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Issue 02, Volume 01

HUGO: The Invention of Dreams

by Theo Zenou

The name Martin Scorsese is a synonym for gangsters and mad men in a gritty New York. But ever since his career’s inception, Scorsese has explored other worlds and summoned different influences: the glossy M-G-M musical with New York, New York (1977), the Eastern film with Kundun (1997) or Jacques Tourneur film noir with Shutter Island (2010). The range is unprecedented and it illustrates Scorsese’s visceral and timeless connection to film, his raison de vivre. But until now, the master picturemaker has never given us a story whose very subject matter is cinema itself, and how it can magically conjure up dreams, emotions, and redemption.

When filmmakers give us a “meta” movie—a film about films—children often become the beating heart of the tale, whether in Giuseppe Tornatore’s Cinema Paradiso (1989) or J.J. Abrams’ Super 8 this past summer. Cinema appeals to the kid in us all: the kid who thrives on imagination and endlessly, faithfully searches for meaning in escapism and fiction. Scorsese agrees.

Hugo follows the life of Hugo Cabret (Asa Butterfield), a young orphan living in the walls of a train terminal in 1930s Paris. Abandoned by his uncle following his father’s death, Hugo secretly rewinds the station’s clocks and survives by stealing. But he is not alone. His father left him a broken automaton, found in the archives of a museum. Hugo puts all of his efforts into fixing this robot so it can tell Hugo a message, which Hugo believes will be from his father. As Hugo tries to crack this mystery, he embarks on an even greater adventure with the help of Isabelle (Chloe Grace Moretz), the goddaughter of the station’s toyshop owner Georges (Sir Ben Kingsley). Together, Hugo & Isabelle discover the magic of the movies in Georges’ secret past.

Scorsese and screenwriter John Logan (The Aviator, The Last Samurai) adapted Brian Selznick’s children book, The Invention of Hugo Cabret, and have made an elegant, sophisticated, yet simple tale. More than an homage to early silent-filmmaking or a call for film preservation, Hugo is above all an emotional picture. Scorsese shows the world as one giant machine, like a clock, an automaton, or a movie camera, in which all of us have a part to play. Ultimately, the characters in Hugo are trying to bond with each other, and Scorsese depicts both their humorous and dramatic interactions with equal sensitivity.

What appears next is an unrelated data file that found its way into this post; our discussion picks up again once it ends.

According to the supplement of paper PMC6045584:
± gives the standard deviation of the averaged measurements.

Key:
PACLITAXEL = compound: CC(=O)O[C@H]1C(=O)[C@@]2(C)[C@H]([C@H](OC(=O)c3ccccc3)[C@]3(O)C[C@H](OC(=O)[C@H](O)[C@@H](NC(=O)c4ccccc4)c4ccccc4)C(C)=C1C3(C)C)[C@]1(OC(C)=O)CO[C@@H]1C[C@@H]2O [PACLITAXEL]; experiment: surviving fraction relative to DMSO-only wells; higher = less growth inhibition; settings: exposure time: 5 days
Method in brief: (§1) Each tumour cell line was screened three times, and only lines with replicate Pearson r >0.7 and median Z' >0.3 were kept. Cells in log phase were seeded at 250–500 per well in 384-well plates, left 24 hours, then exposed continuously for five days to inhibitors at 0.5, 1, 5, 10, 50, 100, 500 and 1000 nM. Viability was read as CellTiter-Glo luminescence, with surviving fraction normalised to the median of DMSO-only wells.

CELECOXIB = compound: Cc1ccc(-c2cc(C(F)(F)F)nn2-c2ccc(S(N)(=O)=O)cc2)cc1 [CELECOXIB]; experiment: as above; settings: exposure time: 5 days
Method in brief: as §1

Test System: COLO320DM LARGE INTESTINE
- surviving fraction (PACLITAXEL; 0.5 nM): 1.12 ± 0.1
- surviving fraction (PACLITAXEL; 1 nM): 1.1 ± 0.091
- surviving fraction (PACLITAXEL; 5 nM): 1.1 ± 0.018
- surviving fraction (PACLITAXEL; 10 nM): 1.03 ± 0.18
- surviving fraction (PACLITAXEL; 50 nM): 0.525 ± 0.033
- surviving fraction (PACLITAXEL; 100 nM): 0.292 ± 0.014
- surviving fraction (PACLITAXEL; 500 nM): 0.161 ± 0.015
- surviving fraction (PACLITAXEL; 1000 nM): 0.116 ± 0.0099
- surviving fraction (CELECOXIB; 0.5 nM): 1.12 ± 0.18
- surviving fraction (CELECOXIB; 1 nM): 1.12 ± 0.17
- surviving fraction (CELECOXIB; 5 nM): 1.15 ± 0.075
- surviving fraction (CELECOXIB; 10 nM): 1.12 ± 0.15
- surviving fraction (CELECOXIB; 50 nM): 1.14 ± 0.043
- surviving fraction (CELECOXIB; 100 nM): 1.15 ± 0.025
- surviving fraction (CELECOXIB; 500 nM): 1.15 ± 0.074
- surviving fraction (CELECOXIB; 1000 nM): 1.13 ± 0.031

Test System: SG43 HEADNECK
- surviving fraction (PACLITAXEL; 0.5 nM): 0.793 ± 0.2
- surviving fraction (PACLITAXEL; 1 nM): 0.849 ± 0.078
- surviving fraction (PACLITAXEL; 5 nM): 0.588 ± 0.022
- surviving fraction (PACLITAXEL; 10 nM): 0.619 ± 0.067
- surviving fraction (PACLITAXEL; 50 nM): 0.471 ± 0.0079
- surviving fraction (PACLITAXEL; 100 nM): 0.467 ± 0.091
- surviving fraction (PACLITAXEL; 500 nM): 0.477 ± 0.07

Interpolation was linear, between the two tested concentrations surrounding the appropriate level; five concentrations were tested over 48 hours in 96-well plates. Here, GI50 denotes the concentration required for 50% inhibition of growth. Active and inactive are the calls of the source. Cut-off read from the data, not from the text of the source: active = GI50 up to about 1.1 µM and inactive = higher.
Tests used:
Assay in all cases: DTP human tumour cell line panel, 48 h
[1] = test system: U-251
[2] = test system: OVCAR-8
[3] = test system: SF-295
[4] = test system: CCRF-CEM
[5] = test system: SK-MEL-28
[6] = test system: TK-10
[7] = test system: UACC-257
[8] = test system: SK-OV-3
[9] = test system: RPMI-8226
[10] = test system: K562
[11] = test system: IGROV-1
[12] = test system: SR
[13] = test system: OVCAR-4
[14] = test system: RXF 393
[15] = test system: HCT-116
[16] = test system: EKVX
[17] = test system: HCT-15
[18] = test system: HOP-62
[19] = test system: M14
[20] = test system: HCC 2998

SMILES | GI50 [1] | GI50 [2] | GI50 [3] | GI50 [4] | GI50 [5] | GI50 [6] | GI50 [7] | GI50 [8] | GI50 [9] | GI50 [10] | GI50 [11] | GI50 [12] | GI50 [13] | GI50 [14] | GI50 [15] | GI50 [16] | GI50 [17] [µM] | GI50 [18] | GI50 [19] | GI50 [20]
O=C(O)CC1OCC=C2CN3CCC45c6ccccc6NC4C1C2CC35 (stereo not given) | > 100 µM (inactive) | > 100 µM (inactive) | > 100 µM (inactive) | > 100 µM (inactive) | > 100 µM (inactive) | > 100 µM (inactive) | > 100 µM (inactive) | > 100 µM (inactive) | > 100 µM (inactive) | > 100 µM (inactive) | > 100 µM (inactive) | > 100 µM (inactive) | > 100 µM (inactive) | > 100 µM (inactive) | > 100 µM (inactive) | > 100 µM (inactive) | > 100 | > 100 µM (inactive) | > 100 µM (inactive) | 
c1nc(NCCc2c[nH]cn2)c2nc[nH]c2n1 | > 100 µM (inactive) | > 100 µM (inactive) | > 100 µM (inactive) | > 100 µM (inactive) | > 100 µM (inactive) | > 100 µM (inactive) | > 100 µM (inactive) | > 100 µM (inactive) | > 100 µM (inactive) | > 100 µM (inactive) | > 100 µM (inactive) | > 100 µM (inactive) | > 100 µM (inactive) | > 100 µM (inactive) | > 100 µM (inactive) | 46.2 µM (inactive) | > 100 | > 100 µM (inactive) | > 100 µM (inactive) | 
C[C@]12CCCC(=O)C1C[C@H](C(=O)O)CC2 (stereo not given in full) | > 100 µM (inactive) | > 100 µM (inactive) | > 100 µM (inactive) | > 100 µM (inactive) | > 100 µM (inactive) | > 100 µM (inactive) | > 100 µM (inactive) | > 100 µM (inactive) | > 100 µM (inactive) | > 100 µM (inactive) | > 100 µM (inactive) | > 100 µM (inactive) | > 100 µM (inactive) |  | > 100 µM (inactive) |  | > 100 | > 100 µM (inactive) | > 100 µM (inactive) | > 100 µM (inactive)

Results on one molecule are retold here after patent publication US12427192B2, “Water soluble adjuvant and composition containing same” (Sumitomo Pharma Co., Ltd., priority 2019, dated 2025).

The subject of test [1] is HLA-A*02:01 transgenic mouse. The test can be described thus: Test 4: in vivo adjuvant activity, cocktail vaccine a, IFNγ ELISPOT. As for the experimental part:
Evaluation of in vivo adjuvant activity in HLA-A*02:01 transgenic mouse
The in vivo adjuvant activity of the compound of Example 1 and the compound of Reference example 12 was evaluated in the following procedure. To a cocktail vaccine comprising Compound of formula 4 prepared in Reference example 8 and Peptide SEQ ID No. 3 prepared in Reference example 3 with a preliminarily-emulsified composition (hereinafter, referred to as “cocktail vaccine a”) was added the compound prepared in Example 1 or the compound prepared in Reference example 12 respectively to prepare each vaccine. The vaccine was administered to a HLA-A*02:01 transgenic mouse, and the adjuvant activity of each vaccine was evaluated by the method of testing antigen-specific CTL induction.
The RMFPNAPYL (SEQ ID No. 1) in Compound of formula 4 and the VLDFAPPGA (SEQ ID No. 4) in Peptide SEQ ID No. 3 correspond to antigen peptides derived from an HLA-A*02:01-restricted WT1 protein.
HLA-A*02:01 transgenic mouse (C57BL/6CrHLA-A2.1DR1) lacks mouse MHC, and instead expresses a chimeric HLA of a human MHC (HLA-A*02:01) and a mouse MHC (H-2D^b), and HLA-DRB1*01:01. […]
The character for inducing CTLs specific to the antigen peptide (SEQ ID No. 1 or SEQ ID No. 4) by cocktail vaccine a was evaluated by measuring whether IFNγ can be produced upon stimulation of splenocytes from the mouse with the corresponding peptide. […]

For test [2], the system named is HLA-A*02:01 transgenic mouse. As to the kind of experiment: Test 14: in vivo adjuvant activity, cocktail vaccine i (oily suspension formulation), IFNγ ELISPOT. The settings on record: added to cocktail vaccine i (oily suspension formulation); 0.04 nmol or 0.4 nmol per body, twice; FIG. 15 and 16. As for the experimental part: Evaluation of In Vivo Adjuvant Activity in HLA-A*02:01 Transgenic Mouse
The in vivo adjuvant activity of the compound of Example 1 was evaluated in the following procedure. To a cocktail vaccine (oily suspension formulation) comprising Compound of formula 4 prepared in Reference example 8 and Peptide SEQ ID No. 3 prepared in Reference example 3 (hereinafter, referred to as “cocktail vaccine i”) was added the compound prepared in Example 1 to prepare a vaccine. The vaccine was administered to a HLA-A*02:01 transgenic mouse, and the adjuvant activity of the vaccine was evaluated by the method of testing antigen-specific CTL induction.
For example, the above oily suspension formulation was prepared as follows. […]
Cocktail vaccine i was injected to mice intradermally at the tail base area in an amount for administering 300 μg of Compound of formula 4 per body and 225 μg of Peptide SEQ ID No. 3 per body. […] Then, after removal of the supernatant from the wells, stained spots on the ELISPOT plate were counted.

A lot of big ideas, support and criticism have been thrown at 3D in the last few years. Is it a gimmick? Does it even make a difference? Although James Cameron pushed 3D into the 21st century with Avatar, 3D wasn’t born yesterday, so why the fuss now? Since it emerged in the 1950s 3D has often been considered a pulp device to entertain and shock, but Scorsese pushes it even further and uses it as a narrative device: although set in the past, Hugo is about the wonder of technology. 3D is only beginning to fulfill its potential – just like cinema in Hugo. The burlesque comedy of the chase scenes between the station inspector (Sacha Baron Cohen) and Hugo—evoking the slapstick of Jacques Tati—is a master class not only in blocking but also in blocking for 3D.

Alongside Mean Streets (1973) and The Last Temptation of Christ (1988), Hugo is one of Scorsese’s most personal narrative films. It is a celebration of life, and it truly makes us believe we have the potential to create dreams. One can’t help but wonder if, when he grows up, Hugo Cabret will become a moviemaker himself. And who knows? Maybe he will become Martin Scorsese.

Directed by Martin Scorsese; written by John Logan; produced by Graham King, Timothy Headington, Martin Scorsese and Johnny Depp; cinematography by Robert Richardson; edited by Thelma Schoonmaker; distributed by Paramount Pictures. Running time: 128 min. With: Asa Butterfield (Hugo Cabret), Ben Kingsley (Georges Méliès), Chloê Grace Moretz (Isabelle), Sacha Baron Cohen (Inspector Gustav), Ray Winstone (Claude Cabret), Jude Law (Hugo’s Father), Emily Mortimer (Lisette), Christopher Lee (Monsieur Labisse), Helen McCrory (Mama Jeanne), Michael Stuhlbarg (Rene Tabard), Frances de la Tour (Madame Emile), Richard Griffiths (Monsieur Frick).


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